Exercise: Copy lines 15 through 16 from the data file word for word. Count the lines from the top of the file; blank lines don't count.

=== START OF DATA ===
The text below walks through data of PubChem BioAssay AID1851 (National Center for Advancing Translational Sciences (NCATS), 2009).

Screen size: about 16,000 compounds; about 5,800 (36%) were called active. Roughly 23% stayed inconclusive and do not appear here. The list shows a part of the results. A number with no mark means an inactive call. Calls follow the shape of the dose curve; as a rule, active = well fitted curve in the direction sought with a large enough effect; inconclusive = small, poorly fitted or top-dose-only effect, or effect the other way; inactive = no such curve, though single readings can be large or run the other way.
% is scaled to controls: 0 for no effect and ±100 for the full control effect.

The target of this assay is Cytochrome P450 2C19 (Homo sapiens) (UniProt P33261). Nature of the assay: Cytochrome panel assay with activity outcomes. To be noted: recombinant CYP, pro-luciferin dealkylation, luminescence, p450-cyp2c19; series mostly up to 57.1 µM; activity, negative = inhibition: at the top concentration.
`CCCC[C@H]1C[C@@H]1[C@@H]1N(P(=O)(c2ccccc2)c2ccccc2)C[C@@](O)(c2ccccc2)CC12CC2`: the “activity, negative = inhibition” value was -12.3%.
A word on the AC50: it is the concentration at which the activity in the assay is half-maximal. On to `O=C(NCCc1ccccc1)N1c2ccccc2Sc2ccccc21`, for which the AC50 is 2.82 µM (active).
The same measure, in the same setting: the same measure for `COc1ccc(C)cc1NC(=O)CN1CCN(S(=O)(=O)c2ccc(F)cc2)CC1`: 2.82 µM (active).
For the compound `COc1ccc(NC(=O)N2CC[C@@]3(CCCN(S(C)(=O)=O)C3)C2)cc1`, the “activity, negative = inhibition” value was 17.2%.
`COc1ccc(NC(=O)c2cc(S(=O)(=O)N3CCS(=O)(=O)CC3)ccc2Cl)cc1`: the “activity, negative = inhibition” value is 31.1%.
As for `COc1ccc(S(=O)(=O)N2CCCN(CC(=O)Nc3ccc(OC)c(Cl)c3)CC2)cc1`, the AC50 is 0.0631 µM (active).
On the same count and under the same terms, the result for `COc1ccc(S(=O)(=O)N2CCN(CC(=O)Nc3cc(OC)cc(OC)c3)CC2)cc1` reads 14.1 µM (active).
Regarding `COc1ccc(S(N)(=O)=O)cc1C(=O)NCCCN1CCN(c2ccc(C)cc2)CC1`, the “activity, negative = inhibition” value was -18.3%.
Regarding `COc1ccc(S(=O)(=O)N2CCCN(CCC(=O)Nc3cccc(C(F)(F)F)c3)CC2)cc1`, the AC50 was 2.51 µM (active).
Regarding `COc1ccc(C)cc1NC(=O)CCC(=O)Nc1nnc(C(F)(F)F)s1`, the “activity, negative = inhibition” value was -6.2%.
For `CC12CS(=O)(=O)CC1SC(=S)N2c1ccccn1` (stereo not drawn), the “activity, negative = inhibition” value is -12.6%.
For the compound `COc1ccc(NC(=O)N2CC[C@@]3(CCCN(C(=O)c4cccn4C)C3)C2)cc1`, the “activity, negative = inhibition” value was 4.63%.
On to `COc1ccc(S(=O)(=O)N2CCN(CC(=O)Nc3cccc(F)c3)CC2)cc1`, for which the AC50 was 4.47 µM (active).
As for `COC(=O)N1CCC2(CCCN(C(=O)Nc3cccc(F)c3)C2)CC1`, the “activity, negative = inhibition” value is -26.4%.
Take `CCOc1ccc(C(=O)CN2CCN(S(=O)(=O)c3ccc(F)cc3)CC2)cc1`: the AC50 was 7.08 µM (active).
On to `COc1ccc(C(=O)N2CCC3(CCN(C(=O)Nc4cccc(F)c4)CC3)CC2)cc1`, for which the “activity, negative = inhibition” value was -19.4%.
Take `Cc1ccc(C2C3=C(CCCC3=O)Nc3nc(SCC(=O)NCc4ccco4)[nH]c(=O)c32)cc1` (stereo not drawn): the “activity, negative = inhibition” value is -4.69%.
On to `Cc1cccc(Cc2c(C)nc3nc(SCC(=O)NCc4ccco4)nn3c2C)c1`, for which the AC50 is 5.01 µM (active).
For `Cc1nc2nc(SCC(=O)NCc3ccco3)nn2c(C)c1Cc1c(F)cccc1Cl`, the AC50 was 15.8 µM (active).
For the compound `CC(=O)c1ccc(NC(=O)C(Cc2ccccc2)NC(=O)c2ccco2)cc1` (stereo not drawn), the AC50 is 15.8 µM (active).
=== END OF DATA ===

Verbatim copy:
For `CC12CS(=O)(=O)CC1SC(=S)N2c1ccccn1` (stereo not drawn), the “activity, negative = inhibition” value is -12.6%.
For the compound `COc1ccc(NC(=O)N2CC[C@@]3(CCCN(C(=O)c4cccn4C)C3)C2)cc1`, the “activity, negative = inhibition” value was 4.63%.